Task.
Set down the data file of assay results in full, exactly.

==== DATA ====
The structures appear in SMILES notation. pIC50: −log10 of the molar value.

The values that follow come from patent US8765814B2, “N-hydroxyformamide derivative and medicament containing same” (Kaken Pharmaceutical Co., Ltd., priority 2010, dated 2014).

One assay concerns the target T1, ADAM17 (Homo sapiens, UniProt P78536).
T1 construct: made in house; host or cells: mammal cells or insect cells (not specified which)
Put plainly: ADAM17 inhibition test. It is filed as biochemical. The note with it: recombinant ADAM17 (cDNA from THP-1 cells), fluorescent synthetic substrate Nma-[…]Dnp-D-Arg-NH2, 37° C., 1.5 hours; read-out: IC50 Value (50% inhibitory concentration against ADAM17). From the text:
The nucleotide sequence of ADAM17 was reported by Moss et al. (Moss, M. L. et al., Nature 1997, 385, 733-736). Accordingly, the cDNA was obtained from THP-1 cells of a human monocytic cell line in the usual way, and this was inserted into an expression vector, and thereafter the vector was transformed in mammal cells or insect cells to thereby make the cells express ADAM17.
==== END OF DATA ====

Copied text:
The structures appear in SMILES notation. pIC50: −log10 of the molar value.

The values that follow come from patent US8765814B2, “N-hydroxyformamide derivative and medicament containing same” (Kaken Pharmaceutical Co., Ltd., priority 2010, dated 2014).

One assay concerns the target T1, ADAM17 (Homo sapiens, UniProt P78536).
T1 construct: made in house; host or cells: mammal cells or insect cells (not specified which)
Put plainly: ADAM17 inhibition test. It is filed as biochemical. The note with it: recombinant ADAM17 (cDNA from THP-1 cells), fluorescent synthetic substrate Nma-[…]Dnp-D-Arg-NH2, 37° C., 1.5 hours; read-out: IC50 Value (50% inhibitory concentration against ADAM17). From the text:
The nucleotide sequence of ADAM17 was reported by Moss et al. (Moss, M. L. et al., Nature 1997, 385, 733-736). Accordingly, the cDNA was obtained from THP-1 cells of a human monocytic cell line in the usual way, and this was inserted into an expression vector, and thereafter the vector was transformed in mammal cells or insect cells to thereby make the cells express ADAM17.